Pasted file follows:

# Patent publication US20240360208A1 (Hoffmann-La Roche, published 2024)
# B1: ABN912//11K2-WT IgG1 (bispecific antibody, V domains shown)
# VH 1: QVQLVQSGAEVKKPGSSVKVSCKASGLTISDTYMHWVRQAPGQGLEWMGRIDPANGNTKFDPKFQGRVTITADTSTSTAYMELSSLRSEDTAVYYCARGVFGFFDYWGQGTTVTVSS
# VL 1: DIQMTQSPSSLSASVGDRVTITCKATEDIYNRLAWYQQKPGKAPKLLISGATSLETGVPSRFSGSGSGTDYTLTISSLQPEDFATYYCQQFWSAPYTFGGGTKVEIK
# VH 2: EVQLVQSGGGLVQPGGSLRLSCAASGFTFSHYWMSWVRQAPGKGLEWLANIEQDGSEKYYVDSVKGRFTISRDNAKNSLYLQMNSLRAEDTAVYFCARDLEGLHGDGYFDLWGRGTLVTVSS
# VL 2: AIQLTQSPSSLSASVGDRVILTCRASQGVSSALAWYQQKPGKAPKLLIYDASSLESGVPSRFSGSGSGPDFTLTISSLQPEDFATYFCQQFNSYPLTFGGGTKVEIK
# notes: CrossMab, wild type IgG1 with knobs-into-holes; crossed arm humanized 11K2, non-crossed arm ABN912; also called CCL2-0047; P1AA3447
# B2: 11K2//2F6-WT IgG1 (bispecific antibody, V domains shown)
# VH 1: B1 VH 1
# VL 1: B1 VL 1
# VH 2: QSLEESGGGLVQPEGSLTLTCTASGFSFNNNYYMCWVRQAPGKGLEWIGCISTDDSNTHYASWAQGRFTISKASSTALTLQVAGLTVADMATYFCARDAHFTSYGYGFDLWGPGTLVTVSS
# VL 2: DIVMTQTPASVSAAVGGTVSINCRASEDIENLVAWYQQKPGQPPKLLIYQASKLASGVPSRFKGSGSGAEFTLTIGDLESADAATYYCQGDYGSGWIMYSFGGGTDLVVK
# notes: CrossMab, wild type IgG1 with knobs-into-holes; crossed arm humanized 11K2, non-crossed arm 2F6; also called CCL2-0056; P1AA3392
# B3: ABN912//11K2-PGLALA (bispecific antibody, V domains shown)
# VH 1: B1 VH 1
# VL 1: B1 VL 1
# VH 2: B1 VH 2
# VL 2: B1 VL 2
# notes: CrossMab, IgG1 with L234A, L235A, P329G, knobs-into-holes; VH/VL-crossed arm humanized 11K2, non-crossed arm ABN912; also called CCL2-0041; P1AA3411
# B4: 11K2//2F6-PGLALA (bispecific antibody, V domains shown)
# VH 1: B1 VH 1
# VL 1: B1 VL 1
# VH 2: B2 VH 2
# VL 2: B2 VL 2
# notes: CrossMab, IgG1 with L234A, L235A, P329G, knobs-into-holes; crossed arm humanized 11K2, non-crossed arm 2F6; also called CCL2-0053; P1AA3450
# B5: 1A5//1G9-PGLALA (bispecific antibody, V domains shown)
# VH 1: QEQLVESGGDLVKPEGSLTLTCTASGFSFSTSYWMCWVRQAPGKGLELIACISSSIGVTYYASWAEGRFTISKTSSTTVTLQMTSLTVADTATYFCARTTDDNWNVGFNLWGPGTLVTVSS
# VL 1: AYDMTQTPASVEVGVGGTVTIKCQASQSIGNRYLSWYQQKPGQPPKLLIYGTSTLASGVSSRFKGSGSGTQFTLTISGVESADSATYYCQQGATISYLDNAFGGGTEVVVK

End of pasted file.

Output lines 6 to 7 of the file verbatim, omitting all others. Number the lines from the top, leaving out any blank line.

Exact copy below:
# VL 2: AIQLTQSPSSLSASVGDRVILTCRASQGVSSALAWYQQKPGKAPKLLIYDASSLESGVPSRFSGSGSGPDFTLTISSLQPEDFATYFCQQFNSYPLTFGGGTKVEIK
# notes: CrossMab, wild type IgG1 with knobs-into-holes; crossed arm humanized 11K2, non-crossed arm ABN912; also called CCL2-0047; P1AA3447